The United States will keep control of the domain-name system that guides Internet traffic under an agreement reached on Wednesday, resolving a dispute that threatened to fracture the global computer network.
Google, which famously runs on N thousand Linux servers (they don't say; perhaps modesty forbids), has leveraged its vast platform yet again with the launch of Google Video.
In a wide-ranging interview, Jeff Bates discusses Slashdot.org's impact on online publishing, plans for the Web site, and the benefits of "slashdotting."
In November of 1990, Tim Berners-Lee, a researcher at Europe's CERN Particle Physics Laboratory, invented the very first web server and web browser. The web developed in a unique fashion, due to conditions unlikely to be repeated today.
The top executives at Google recently admitted that they kind of let their employees invent and develop whatever they think is cool and the company has no problem putting it online to see what happens.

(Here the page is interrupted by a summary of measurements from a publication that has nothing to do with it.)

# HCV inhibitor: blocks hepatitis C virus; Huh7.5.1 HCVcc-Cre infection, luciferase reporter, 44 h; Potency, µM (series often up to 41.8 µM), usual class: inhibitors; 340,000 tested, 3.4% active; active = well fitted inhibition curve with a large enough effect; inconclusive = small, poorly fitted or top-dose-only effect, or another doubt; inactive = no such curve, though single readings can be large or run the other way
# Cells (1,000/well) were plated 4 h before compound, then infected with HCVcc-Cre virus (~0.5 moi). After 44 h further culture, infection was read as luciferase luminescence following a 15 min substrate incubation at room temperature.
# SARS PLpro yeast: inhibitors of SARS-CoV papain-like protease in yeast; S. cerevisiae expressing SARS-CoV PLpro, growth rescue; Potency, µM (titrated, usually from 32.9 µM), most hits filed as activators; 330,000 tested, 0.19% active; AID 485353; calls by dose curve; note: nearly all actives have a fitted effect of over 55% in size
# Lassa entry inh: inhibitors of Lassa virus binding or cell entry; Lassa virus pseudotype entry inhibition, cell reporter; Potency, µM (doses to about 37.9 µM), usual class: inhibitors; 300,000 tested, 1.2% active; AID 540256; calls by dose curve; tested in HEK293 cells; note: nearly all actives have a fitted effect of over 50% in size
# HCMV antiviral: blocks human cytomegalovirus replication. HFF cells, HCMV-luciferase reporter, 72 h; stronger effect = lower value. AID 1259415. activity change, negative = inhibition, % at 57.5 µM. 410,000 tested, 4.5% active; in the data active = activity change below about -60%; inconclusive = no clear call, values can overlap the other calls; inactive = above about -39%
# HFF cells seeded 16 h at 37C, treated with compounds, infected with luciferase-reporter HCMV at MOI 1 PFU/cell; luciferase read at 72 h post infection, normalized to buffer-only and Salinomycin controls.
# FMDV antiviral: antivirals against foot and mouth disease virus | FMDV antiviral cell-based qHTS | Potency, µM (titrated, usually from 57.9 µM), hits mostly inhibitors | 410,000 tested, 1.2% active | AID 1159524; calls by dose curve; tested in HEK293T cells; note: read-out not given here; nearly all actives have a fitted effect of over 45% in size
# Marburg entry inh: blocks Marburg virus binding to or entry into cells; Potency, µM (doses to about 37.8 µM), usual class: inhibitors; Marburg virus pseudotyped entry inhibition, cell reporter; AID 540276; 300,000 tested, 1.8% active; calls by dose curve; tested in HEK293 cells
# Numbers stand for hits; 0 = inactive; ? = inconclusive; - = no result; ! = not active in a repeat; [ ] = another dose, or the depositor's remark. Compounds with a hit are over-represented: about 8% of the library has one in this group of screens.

Following in Intel's and Google's footsteps, EBAY plans to build a data center in Phoenix and hopes to have it open next year.
A man accused of stealing a pornographic Web site and making millions of dollars from it was arrested by Mexican authorities.
Spam, scams and scatterbrains -- the same problems that plagued the old internet are cropping up again in a new wave of technologies known collectively as Web 2.0.
When it comes to digitizing books, two stories appear to be unfolding: One is about open source, and the other, Google.